Sessions, like so many other Americans throughout history, thinks he has the Bible on his side. The verses Sessions chose to cite, and the interpretation that he has given them, is part of the broader Trump administration strategy of playing to the fears and identities of American evangelicals, who have been bringing Romans 13 back into public discourse since the rise of law-and-order politics and the Christian Right. I have had these verses thrown at me personally over these past couple of years by evangelicals I have known.

Make America great again? What era is being referred to? Originally there were no immigration laws whatsoever, and European settlers just came over and claimed land for their own. Do you want to go back to then? In 1790 George Washington signed the first Naturalization Act restricting citizenship to "any alien, being a free white person"who had been in the U.S. for two years. Do you want to go back to then? Do you want to go back to 1882 when the Chinese Exclusion Act was passed? The Immigration Act of 1924 was the first time a quota system was introduced. By far, it was people of Northern European and Scandinavian countries that were allowed in to become citizens. A much smaller percentage of people from Southern and Eastern European countries were allowed in to become citizens. A quite small percentage of “others” were allowed in . . . but still no more Asians. Do you want to go back to then? I don’t. It wasn’t until the The Immigration and Nationality Act of 1965 that the National Origins Formula was ended.

You see the laws have constantly been changing, and they need to change again. It is not a matter of making America great again. It is a matter of envisioning what kind of country we want to be. I would like to envision a country where we are not afraid of people who look different than we do. I would like to envision a lawmaker who quotes Romans 10: For there is no distinction between Jew and Greek; the same Lord is Lord of all and is generous to all.”

I am not here to tell you which Senate Bill to vote, but I am here to remind you that every policy decision is a moral decision. Our Judeo-Christian tradition repeatedly reminds us to care for the alien. One of many sample verses is: “Do not oppress an alien; you yourselves know how it feels to be aliens, because you were aliens in Egypt.” (Ex. 23:9)

I am not smart enough to draft an immigration bill, but I would suggest a subtle shift in our Zero Tolerance policy. Simply drop the word “zero!” Instead criminalizing people who have left everything to flee for their very lives, perhaps we could remember how Jesus sorts people when he says, Truly I tell you, just as you did it to one of the least of these who are members of my family,you did it to me.”(Matt. 25:40)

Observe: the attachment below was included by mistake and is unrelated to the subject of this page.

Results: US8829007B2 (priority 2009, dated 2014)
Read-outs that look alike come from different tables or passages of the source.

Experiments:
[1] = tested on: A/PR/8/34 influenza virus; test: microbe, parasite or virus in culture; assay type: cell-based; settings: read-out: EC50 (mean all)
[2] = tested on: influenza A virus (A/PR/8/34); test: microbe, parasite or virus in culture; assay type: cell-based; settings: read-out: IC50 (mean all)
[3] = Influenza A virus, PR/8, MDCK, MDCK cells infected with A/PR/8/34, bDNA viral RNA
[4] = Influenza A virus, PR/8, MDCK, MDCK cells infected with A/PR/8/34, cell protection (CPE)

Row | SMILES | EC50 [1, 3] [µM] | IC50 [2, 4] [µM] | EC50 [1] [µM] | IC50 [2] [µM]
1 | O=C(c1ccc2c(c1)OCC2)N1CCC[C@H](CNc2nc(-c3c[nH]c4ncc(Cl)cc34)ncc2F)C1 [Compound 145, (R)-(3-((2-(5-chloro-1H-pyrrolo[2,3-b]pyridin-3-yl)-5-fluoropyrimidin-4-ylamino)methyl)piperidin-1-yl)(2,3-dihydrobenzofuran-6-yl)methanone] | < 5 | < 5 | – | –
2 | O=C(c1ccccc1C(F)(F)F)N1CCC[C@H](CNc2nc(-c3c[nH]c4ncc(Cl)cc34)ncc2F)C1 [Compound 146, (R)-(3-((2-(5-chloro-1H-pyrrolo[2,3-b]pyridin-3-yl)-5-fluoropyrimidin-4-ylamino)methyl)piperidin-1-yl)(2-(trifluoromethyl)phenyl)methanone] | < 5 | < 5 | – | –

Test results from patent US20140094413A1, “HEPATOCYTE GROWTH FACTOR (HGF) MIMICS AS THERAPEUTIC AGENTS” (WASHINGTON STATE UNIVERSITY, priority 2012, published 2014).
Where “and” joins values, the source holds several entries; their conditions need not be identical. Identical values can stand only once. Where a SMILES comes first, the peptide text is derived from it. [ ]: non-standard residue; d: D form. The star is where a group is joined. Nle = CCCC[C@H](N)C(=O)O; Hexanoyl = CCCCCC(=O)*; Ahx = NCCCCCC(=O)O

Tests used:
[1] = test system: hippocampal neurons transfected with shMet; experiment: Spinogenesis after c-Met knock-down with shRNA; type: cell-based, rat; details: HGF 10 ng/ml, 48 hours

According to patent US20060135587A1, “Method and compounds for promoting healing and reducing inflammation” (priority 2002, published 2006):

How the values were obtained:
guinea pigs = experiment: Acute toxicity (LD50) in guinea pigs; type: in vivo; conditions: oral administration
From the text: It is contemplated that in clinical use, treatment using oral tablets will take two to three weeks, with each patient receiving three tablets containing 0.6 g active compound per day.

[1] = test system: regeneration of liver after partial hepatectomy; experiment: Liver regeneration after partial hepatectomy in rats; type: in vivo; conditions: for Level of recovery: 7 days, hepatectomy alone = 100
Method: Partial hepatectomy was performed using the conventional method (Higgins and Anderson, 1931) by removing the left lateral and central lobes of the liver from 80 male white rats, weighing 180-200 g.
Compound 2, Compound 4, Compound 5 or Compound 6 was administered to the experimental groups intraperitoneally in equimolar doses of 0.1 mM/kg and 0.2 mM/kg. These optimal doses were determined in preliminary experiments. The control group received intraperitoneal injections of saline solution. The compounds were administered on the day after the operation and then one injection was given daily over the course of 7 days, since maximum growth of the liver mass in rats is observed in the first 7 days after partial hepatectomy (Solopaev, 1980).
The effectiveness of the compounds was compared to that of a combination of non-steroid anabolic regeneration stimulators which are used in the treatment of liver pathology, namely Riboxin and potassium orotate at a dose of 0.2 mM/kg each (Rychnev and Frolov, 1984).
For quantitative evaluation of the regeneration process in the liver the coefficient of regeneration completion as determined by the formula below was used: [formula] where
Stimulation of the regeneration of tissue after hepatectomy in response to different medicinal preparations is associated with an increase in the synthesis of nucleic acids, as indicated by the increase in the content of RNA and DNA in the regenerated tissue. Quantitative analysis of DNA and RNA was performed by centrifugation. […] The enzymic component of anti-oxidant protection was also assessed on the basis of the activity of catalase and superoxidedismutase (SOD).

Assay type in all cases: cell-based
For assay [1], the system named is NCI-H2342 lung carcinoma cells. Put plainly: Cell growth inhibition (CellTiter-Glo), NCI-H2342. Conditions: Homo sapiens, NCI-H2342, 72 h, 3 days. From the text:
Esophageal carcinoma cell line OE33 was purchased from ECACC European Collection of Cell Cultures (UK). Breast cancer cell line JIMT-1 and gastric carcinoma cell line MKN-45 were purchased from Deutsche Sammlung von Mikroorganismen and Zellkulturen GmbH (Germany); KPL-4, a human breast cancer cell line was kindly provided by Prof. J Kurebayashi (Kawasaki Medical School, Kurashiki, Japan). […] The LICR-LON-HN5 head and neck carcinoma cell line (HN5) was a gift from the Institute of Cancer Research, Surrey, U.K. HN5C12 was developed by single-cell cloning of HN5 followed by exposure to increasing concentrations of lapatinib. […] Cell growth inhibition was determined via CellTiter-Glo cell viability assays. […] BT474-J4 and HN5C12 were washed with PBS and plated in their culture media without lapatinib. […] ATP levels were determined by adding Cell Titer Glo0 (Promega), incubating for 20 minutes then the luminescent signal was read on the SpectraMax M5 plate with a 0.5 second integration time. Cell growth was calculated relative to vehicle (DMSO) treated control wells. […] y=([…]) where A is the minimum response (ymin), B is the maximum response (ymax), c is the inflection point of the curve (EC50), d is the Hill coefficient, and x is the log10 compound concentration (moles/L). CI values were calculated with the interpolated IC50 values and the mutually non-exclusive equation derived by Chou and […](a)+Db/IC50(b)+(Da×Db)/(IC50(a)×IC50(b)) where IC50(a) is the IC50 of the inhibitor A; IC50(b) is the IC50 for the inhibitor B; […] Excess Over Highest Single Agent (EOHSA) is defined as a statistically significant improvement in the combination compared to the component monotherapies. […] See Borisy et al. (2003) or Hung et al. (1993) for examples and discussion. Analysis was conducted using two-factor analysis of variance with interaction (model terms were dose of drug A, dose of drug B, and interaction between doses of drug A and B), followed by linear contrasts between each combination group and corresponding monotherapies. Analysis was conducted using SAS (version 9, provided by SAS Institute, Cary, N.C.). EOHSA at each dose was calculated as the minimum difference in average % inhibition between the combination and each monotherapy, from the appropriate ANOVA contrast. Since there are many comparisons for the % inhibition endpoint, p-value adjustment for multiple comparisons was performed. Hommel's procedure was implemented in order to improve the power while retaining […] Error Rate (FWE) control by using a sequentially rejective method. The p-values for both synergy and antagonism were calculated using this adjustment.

Instead of tearing children away from the arms of their parents, we could remember the words of this same Jesus who also said, “Let the little children come to me, and do not stop them; for it is to such as these that the kingdom of God belongs.”(Luke 18:16) And on this note I should add how moved and proud I am of the thousands who took to the streets yesterday to appeal for families to stay together – mostly women - to speak as the conscience of America. This is what democracy looks like – being a voice for those who have no voice. Aside from the pain heaped upon pain in the present, I fear that we are naïve as to how this pain will manifest itself as these children eventually become adults. This is not a moral gray area!

Remember my description of my neighborhood earlier? I am fully aware that some would view that as the very picture of infestation. I would suggest, however, that it is closer to the words found in Revelation where there is a heavenly vision of “a great multitude from every nation, from all tribes and peoples and languages,” (Rev. 7:9) If this then is our destiny, I would suggest that now is the time to learn to find joy in that vision.

There is so much more that could be said, but let me conclude by reminding you that the next time you hear a “law and order” Christian quote Romans 13:1, ask them to read on to the higher authority expressed just a few verses further: “for the one who loves another has fulfilled the law. . . . Love does no wrong to a neighbor; therefore, love is the fulfilling of the law.”



2 http://www.ccel.org/ccel/calvin/institutes.vi.xxi.html


Romans 13: 8 – 10 (NRSV)

8Owe no one anything, except to love one another; for the one who loves another has fulfilled the law. 9The commandments, “You shall not commit adultery; You shall not murder; You shall not steal; You shall not covet”; and any other commandment, are summed up in this word, “Love your neighbor as yourself.” 10Love does no wrong to a neighbor; therefore, love is the fulfilling of the law.